Sometimes Quickly, Sometimes Slowly: The Obama and Bush Approaches to Disaster Management

One of the hallmarks of the George W. Bush administration was that their realities were oftentimes more absurd than the parodies created to mock them. Nothing Jon Stewart and his boys cooked up in a writers meeting could have been more bizarre than watching a news anchor report that Vice President Cheney shot an elderly judge in the face with a wad of birdshot. No SNL writer wrote anything for Will Ferrell that matched the unmitigated hubris of watching the real President Bush land on an aircraft carrier in a full flight suit and give a speech in front of a giant Mission Accomplished banner just six weeks into a war that would drag on for nearly a decade. It was an eight year period in our nation’s history where nothing you saw on a news ticker was too insane to believe. Wolf Blitzer could have come on TV on election night in 2008 and informed the American people that President Bush was extending his 2nd term by another 4 years and had nominated Suzanne Sommers as his new VP and I don’t think we would’ve been completely surprised.

With President Obama in The White House, we’ve seen a semblance of rationality and poise injected back into the Executive over the past 4 years. Personally, I have grown accustomed to trusting that, at the very least, my Commander in Chief inhabits the same reality as I do and that, even though I can’t implicitly trust everything he says, I know that his reasoning couldn’t be disassembled by a particularly inquisitive 5th grader. The same cannot be said for some of Bush’s fellows in the GOP, like Todd Akin and Dick Mourdock, who have neither our 43rd President’s comic appeal or sense of tact. That’s right. These two are so moronic that they actually make our nation’s most loose-lipped leader look tactful. Both of these guys would be running away with their Senate races by healthy double-digit margins if they could have confined their opinions on sexual assault and abortion to, “rape is bad.” But, instead, they just had to put their two cents in on the magic lady juices that are biologically designed to ward off rape babies and God’s supposed intentions in getting rape victims pregnant. Going back to our hypothetically precocious 5th grader, her responses to each of those statements would likely go along the lines of, “how would you know, you don’t even have a vagina” and “what sick-o god would want rapists to get women pregnant?”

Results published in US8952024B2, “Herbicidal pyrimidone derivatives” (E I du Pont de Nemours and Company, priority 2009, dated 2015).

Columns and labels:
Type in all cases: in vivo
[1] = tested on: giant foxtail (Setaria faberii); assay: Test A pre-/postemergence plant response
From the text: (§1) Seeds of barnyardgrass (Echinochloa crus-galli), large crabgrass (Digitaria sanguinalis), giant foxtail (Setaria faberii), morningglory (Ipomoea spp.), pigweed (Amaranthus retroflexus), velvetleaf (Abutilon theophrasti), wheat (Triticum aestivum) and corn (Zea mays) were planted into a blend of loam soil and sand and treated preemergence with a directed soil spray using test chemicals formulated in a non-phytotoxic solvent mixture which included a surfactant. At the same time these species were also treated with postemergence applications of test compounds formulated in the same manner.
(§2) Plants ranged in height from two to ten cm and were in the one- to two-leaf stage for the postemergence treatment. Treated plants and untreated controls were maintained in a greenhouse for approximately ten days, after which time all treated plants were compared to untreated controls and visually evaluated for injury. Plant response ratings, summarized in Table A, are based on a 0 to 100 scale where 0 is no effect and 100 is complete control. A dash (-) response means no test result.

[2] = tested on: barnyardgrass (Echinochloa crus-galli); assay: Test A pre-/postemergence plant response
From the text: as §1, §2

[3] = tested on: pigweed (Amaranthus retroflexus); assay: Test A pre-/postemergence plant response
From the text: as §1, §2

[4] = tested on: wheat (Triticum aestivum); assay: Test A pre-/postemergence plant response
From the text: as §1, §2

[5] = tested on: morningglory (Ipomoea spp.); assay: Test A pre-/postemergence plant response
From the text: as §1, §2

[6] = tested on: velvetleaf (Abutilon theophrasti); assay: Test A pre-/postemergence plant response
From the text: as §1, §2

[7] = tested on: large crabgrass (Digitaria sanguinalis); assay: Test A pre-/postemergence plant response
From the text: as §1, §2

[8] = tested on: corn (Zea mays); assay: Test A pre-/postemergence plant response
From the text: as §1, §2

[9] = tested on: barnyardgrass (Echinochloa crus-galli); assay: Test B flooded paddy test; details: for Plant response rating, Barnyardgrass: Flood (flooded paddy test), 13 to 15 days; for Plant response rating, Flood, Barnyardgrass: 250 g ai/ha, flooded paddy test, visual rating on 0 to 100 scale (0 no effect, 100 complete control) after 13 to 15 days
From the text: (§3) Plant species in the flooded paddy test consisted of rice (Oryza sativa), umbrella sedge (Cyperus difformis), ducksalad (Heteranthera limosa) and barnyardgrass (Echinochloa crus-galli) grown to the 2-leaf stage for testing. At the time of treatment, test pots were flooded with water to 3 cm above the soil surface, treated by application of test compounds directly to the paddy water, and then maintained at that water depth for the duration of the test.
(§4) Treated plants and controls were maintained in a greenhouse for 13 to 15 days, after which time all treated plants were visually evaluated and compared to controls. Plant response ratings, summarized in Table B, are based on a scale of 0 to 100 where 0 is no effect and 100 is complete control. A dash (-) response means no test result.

The only reason I even bring up Akin & Co is to juxtapose their particular brand of idiocy with that of the Bush Administration. Nothing that Todd Akin or Dick Mourdock says about the reproductive rights of women is funny. We can make jokes at their expense and ridicule their crass insensitivity all we want, but at the end of the day what we’re left with are brutally hateful and misogynistic remarks. Lewis Black once said during one of his specials that the biggest problem with the terrorists that we are fighting today is that they have no sense of humor1. I can’t put words in the man’s mouth, but I would imagine he would agree with me that the same lack of humor extends to extremists of almost all stripes and most certainly to the fundamentalist wing of the Republican Party. At some point you cross the Mendoza Line2 of sadness and the amount of joy one gets from ridiculing a thing is overwhelmed by the hideousness of the situation itself.

Thus, it came as a welcome surprise to me when I was finally able gain internet access this afternoon that former FEMA Director Michael Brown had decided to weigh in on the Obama Administration’s handling of Hurricane Sandy. For those of you who don’t remember, “Brownie,” as he was known by President Bush, was the Director of FEMA during Hurricane Katrina and oversaw the least coordinated and poorly executed disaster relief plan the agency’s history. Under Brown’s watch, FEMA officials did more harm than good in New Orleans in the aftermath of Katrina and were accused of deliberately slowing aid down to ensure that their shoddily put together organization could coordinate all of their relief efforts. In an interview three days after Katrina made landfall, Brown was asked by NBC’s Brian Williams about the status of the thousands of refugees who were holed up in New Orleans’ Ernest N. Morial Convention Center for days without adequate resources. His response was that he was unaware that there were any refugees in the convention center. It should come as no great shock that Brown was unceremoniously relieved of his duty 10 days later.